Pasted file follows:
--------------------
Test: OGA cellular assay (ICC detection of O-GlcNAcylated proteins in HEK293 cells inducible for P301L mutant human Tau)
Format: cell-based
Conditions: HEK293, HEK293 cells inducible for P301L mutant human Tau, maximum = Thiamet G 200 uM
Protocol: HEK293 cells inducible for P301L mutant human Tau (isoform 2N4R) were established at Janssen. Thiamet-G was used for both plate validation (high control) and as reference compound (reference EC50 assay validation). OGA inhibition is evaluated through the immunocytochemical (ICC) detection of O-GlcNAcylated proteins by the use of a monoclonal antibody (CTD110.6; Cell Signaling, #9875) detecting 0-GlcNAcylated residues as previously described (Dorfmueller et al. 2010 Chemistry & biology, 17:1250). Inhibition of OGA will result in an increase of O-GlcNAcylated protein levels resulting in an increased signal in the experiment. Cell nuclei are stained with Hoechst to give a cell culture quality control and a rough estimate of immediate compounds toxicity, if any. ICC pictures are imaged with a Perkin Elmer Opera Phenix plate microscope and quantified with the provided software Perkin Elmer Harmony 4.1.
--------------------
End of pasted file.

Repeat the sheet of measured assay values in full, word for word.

Test: OGA cellular assay (ICC detection of O-GlcNAcylated proteins in HEK293 cells inducible for P301L mutant human Tau)
Format: cell-based
Conditions: HEK293, HEK293 cells inducible for P301L mutant human Tau, maximum = Thiamet G 200 uM
Protocol: HEK293 cells inducible for P301L mutant human Tau (isoform 2N4R) were established at Janssen. Thiamet-G was used for both plate validation (high control) and as reference compound (reference EC50 assay validation). OGA inhibition is evaluated through the immunocytochemical (ICC) detection of O-GlcNAcylated proteins by the use of a monoclonal antibody (CTD110.6; Cell Signaling, #9875) detecting 0-GlcNAcylated residues as previously described (Dorfmueller et al. 2010 Chemistry & biology, 17:1250). Inhibition of OGA will result in an increase of O-GlcNAcylated protein levels resulting in an increased signal in the experiment. Cell nuclei are stained with Hoechst to give a cell culture quality control and a rough estimate of immediate compounds toxicity, if any. ICC pictures are imaged with a Perkin Elmer Opera Phenix plate microscope and quantified with the provided software Perkin Elmer Harmony 4.1.